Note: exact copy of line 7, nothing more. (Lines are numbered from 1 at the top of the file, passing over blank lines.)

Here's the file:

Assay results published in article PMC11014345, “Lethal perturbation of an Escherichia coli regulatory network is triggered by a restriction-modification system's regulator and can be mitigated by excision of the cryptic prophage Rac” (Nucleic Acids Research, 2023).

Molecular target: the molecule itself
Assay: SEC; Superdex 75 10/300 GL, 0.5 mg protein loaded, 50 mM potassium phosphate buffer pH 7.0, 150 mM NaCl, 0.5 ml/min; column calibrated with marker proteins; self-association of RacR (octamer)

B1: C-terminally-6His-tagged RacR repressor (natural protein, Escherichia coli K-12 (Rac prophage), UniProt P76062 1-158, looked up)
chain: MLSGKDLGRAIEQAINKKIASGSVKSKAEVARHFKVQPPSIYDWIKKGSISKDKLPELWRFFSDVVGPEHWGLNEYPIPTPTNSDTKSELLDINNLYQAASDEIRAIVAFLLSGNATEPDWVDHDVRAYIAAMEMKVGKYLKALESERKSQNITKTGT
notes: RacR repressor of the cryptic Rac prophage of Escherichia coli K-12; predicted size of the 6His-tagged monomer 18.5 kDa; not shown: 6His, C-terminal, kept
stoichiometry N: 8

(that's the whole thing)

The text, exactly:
stoichiometry N: 8